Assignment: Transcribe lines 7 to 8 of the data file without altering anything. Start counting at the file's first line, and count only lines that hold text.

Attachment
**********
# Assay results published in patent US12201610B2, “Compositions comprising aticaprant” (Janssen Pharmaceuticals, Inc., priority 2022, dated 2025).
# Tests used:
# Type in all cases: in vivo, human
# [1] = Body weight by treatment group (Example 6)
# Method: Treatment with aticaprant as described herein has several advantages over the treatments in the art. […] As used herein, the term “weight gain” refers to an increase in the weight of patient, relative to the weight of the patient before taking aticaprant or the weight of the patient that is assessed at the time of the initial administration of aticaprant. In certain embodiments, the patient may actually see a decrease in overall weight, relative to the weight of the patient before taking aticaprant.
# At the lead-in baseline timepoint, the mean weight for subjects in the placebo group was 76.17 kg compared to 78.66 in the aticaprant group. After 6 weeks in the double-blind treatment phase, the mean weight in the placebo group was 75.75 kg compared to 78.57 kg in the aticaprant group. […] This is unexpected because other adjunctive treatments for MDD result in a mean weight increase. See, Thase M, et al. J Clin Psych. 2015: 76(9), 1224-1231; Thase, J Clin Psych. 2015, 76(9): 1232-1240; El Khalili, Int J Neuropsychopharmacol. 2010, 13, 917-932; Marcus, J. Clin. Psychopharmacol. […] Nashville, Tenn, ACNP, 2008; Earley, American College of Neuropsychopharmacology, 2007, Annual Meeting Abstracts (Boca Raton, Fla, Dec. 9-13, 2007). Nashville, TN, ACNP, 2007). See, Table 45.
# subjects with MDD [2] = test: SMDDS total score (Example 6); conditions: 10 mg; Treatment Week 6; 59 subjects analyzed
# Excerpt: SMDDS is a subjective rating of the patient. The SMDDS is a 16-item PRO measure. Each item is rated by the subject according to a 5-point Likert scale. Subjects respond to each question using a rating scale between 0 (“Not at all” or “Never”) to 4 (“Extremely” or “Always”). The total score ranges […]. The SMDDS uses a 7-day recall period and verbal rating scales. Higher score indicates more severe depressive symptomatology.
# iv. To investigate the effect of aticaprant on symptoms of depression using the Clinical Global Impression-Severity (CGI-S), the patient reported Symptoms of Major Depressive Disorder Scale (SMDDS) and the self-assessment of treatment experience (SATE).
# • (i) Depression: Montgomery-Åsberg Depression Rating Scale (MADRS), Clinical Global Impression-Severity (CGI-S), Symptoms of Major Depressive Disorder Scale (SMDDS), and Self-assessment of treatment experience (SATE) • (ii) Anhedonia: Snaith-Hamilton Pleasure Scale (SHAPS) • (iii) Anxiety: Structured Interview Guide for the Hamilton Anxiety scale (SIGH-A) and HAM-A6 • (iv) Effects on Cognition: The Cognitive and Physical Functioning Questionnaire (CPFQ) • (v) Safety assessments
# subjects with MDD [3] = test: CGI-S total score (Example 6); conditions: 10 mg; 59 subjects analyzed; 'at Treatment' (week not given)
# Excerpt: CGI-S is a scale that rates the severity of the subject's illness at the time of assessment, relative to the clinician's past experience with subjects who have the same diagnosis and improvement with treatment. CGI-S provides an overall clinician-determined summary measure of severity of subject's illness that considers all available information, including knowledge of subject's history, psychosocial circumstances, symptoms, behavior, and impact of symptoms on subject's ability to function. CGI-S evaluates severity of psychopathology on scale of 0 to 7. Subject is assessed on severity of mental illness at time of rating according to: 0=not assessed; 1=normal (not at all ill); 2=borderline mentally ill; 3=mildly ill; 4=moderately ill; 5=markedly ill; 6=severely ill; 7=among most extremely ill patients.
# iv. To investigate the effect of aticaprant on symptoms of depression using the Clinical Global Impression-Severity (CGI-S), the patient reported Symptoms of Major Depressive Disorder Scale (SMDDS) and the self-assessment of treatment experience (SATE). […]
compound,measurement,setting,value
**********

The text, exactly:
# subjects with MDD [2] = test: SMDDS total score (Example 6); conditions: 10 mg; Treatment Week 6; 59 subjects analyzed
# Excerpt: SMDDS is a subjective rating of the patient. The SMDDS is a 16-item PRO measure. Each item is rated by the subject according to a 5-point Likert scale. Subjects respond to each question using a rating scale between 0 (“Not at all” or “Never”) to 4 (“Extremely” or “Always”). The total score ranges […]. The SMDDS uses a 7-day recall period and verbal rating scales. Higher score indicates more severe depressive symptomatology.